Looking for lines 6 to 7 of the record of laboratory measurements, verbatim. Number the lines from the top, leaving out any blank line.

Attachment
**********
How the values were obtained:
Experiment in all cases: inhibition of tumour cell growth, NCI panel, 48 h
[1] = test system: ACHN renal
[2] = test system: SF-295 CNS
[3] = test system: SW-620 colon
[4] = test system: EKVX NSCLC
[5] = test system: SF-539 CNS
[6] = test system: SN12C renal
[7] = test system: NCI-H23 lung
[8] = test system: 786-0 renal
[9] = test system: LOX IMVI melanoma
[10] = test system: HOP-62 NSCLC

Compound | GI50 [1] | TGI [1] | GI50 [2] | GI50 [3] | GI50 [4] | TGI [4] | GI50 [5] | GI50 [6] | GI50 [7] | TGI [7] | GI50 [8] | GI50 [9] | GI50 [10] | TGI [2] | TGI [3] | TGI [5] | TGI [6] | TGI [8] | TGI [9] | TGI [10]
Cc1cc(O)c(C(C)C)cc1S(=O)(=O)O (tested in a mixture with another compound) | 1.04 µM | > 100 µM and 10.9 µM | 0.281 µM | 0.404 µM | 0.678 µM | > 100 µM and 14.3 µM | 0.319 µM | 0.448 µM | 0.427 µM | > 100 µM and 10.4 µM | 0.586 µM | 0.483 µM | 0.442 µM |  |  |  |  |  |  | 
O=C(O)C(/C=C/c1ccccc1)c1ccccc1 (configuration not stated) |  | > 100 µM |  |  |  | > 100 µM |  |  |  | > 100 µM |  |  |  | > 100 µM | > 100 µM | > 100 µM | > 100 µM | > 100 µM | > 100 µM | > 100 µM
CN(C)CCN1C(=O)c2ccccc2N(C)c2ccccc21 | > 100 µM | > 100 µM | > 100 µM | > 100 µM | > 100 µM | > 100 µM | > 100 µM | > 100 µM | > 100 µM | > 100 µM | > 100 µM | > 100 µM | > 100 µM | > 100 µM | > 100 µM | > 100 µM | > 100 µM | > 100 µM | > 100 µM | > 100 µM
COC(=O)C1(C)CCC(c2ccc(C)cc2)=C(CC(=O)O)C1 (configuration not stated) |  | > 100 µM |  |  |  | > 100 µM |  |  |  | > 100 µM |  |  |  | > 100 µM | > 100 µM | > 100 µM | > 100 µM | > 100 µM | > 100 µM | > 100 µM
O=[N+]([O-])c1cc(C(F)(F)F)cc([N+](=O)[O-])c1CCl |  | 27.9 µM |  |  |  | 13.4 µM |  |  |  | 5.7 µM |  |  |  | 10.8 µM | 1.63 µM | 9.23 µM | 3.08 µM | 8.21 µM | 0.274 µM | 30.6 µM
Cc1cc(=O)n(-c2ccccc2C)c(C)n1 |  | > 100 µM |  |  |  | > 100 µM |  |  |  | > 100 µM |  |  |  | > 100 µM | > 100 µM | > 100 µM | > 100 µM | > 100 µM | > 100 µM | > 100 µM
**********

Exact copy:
[4] = test system: EKVX NSCLC
[5] = test system: SF-539 CNS